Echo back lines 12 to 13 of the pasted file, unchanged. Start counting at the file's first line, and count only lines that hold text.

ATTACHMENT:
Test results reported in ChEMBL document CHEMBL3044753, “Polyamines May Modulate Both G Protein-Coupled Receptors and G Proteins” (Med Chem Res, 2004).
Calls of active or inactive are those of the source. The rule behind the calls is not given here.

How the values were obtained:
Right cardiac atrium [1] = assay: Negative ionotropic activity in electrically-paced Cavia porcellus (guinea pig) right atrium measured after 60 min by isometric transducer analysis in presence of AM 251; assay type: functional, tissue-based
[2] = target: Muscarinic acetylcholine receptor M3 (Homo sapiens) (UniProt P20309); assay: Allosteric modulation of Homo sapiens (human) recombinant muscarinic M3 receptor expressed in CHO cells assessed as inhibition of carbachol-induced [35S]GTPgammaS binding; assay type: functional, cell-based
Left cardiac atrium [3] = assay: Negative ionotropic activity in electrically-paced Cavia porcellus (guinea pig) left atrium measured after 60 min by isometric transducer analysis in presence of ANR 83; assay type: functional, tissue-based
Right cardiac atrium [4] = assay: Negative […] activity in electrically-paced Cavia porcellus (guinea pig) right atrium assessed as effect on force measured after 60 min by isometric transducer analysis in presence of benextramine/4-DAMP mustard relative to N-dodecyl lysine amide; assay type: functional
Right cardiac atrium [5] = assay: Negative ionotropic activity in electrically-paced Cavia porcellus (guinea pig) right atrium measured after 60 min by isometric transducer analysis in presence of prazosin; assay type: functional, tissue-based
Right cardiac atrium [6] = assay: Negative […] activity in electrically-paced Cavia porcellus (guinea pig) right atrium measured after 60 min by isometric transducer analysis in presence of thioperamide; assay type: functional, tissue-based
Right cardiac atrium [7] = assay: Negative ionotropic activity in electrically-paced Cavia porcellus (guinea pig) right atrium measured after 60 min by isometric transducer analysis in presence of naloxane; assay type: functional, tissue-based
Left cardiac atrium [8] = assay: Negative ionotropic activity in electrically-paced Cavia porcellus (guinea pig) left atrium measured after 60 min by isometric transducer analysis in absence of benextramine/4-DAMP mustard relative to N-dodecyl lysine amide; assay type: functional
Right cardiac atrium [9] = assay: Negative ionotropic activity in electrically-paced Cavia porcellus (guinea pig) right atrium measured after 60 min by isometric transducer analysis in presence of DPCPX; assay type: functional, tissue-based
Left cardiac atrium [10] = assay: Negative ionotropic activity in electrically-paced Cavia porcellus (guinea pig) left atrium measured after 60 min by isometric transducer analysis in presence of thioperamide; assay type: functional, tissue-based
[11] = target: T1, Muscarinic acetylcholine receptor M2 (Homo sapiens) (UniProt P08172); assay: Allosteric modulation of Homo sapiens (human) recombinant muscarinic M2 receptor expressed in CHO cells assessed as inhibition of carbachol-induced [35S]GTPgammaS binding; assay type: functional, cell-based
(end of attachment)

Right cardiac atrium [9] = assay: Negative ionotropic activity in electrically-paced Cavia porcellus (guinea pig) right atrium measured after 60 min by isometric transducer analysis in presence of DPCPX; assay type: functional, tissue-based
Left cardiac atrium [10] = assay: Negative ionotropic activity in electrically-paced Cavia porcellus (guinea pig) left atrium measured after 60 min by isometric transducer analysis in presence of thioperamide; assay type: functional, tissue-based